This is how fan funding came to be, but is it sustainable for artists in the long-term?
PR ALBERTINI: I guess this is a larger question: Is the recorded side of the music industry the "entry point" it used to be for all artists working nowadays? Obviously, this gate gets narrower by the day.
As well, can this amazingly talented upcoming generation of artists use the DIY scene to meet their audience and monetize their art? Not quite either. Can you remember any DIY who has made it in the Top 200 Charts in the last 3 years?
To me, fan funding is emerging as one of the "gap fillers" in this new landscape, not only because artists come from the field rather than from the top, but also due to pure necessity. However, you look at it, there is still a need for help and professional support at a certain stage to make a difference in the "monetization" of your art
Kyle Bylin: I want to refer to your previous point. The validly of the label model is certainly a hard call. Right now, Rolling Stone is holding a contest where the winners get on the cover and gain a major label deal.
It's hard to say whether a label deal offered will be a prize or a prison sentence. One could argue that in these times, a great management team and digital strategy would've sufficed – no label required.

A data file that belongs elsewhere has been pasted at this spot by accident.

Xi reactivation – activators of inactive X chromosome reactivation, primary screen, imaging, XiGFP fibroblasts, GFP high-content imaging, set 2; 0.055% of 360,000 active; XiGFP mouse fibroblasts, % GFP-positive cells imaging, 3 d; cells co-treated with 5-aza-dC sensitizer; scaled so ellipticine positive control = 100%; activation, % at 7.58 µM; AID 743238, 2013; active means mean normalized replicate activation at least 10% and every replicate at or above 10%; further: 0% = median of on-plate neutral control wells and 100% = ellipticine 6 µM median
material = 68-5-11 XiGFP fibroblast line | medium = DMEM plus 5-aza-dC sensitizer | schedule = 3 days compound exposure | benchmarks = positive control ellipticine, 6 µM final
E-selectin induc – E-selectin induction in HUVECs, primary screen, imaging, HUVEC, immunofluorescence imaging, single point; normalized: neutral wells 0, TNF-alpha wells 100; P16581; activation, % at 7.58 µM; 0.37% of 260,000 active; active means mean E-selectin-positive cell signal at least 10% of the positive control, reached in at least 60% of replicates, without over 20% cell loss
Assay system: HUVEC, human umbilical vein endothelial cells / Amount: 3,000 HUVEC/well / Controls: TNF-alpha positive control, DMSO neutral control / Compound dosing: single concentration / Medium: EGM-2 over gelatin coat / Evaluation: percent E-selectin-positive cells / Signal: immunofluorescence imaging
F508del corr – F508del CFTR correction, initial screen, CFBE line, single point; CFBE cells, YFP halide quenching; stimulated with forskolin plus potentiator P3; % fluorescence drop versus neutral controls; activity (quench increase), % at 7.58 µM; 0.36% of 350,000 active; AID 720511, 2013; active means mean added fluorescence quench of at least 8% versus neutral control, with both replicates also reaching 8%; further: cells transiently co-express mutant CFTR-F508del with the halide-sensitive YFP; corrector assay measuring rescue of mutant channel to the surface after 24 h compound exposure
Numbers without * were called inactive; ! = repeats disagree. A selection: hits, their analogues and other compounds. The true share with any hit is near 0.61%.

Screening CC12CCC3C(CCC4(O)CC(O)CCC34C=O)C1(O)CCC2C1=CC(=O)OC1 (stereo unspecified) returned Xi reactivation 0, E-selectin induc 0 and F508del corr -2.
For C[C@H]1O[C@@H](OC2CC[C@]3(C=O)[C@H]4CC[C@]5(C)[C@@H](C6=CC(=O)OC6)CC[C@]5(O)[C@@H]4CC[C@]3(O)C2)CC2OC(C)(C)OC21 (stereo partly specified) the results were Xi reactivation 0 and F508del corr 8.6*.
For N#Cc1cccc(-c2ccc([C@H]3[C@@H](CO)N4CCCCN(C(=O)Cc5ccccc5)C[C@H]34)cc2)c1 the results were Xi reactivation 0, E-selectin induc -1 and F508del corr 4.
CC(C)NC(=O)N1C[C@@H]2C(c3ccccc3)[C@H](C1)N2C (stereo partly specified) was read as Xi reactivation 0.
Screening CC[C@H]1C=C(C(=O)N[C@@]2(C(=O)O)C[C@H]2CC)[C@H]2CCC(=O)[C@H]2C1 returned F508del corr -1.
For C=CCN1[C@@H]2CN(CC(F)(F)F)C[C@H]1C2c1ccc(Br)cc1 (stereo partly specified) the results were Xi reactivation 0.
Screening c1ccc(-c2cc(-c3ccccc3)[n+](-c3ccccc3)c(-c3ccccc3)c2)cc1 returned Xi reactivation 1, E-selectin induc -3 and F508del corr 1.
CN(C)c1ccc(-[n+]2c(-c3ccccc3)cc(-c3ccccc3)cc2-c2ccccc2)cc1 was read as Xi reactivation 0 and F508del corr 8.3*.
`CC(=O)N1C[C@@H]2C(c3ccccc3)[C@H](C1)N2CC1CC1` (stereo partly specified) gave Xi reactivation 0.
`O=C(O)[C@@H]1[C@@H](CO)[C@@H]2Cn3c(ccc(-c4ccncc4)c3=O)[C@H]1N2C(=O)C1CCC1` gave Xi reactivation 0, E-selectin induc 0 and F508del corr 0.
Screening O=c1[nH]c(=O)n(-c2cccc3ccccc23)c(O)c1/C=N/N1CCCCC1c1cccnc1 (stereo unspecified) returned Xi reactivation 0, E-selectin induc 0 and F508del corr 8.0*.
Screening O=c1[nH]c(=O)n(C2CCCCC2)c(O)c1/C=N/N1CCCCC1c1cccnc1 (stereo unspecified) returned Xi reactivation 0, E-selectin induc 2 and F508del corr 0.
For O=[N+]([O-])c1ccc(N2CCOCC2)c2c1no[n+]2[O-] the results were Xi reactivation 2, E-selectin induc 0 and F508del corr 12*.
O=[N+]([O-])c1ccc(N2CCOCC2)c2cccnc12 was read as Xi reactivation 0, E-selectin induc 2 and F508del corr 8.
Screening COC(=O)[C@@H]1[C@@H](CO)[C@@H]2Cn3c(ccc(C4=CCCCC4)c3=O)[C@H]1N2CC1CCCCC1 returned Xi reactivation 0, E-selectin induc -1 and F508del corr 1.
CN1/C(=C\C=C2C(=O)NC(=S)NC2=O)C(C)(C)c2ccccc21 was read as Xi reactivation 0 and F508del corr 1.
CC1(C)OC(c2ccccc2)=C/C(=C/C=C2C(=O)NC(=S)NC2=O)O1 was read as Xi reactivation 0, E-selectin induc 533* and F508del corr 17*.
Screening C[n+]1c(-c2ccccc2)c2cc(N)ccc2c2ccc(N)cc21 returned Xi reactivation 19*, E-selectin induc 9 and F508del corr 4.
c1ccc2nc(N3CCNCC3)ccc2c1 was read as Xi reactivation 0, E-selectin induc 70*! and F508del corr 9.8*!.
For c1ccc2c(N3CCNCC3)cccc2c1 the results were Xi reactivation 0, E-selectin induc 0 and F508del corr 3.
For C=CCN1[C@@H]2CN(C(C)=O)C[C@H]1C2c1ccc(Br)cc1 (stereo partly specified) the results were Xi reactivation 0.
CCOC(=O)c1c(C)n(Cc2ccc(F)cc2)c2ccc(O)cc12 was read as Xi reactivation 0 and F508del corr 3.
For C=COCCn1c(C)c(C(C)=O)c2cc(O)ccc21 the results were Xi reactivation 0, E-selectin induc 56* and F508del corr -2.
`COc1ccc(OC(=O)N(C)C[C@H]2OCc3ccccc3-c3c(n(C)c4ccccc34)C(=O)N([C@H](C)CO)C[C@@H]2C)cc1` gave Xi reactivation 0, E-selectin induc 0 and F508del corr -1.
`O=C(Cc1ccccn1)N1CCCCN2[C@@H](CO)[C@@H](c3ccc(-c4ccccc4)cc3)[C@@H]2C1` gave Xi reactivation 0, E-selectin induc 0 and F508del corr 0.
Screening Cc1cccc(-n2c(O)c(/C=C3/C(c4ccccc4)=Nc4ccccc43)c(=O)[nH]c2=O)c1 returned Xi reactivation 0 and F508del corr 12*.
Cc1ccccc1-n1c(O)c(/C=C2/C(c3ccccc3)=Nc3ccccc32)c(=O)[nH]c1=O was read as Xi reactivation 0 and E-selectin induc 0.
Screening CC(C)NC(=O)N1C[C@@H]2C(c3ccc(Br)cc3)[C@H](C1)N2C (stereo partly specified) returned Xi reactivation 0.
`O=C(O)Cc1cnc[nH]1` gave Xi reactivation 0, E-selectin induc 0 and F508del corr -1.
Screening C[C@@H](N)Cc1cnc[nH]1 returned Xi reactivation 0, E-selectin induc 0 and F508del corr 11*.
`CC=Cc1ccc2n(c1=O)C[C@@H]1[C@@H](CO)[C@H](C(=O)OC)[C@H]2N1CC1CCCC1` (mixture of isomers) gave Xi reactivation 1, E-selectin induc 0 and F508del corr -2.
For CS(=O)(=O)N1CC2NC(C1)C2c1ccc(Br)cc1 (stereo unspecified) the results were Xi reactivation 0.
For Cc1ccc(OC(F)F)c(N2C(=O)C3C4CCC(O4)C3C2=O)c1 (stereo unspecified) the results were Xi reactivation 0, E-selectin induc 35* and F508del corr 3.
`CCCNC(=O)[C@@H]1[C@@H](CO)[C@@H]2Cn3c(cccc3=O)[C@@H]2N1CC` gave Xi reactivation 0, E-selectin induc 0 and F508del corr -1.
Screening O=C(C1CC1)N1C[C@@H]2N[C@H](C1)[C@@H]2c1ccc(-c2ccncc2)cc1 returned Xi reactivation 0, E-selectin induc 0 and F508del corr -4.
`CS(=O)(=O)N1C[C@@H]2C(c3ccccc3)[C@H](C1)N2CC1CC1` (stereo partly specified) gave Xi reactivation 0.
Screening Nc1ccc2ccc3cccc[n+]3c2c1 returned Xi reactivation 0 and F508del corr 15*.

PR ALBERTINI: Well, I guess the old cliché is still out there, a record deal with major label still sounds like a "major" advance, so that is probably the sexiness Rolling Stone is using there, but there are worse prisons than that no? What is probably misleading there is that there are less and less opportunities offered by the big labels, again by pure necessity.
As far as the utility of having big labels at all, well you know about my own background so I guess I am well placed to avoid some seductive but over simplified short cuts.
I guess if you have a great management and a great digital strategy as you say, you have (assuming you have great talent as well!) solved a large part of what is necessary for you to monetize. But you are still far from making it globally, unless you can afford to hire a large team around you working in perfect co-ordination with you and the manager and all third parties to make things happen. But this sounds already like a label. What is the size or the shape or the name of it makes no different, the truth and the matter is that the artist needs professional (digital or B&M) support to monetize substantially.
Kyle Bylin: How does an artist attract interest from MMC?